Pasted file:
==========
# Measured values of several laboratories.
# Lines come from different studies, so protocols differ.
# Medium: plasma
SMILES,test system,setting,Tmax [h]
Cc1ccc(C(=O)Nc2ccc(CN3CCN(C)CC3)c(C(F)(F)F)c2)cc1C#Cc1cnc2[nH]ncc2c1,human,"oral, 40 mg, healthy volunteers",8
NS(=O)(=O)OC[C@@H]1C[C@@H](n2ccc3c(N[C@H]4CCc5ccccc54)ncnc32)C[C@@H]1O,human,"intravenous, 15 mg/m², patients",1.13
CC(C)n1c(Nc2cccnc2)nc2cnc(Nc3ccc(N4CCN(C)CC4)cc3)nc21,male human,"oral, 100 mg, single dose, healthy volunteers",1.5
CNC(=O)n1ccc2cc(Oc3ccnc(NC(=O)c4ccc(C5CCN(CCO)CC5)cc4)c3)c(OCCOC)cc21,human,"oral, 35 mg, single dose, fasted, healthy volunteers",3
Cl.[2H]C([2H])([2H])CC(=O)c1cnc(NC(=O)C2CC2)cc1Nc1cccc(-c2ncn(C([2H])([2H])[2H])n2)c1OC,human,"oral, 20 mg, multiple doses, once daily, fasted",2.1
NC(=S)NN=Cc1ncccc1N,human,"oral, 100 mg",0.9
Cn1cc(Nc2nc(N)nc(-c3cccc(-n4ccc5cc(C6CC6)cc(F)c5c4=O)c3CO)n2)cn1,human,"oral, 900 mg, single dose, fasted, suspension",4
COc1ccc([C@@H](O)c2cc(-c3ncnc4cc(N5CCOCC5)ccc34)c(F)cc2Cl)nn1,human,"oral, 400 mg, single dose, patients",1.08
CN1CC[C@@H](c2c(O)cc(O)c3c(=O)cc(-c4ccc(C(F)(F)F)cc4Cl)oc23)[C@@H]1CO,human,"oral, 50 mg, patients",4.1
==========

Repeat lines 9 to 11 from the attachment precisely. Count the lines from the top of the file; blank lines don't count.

Cl.[2H]C([2H])([2H])CC(=O)c1cnc(NC(=O)C2CC2)cc1Nc1cccc(-c2ncn(C([2H])([2H])[2H])n2)c1OC,human,"oral, 20 mg, multiple doses, once daily, fasted",2.1
NC(=S)NN=Cc1ncccc1N,human,"oral, 100 mg",0.9
Cn1cc(Nc2nc(N)nc(-c3cccc(-n4ccc5cc(C6CC6)cc(F)c5c4=O)c3CO)n2)cn1,human,"oral, 900 mg, single dose, fasted, suspension",4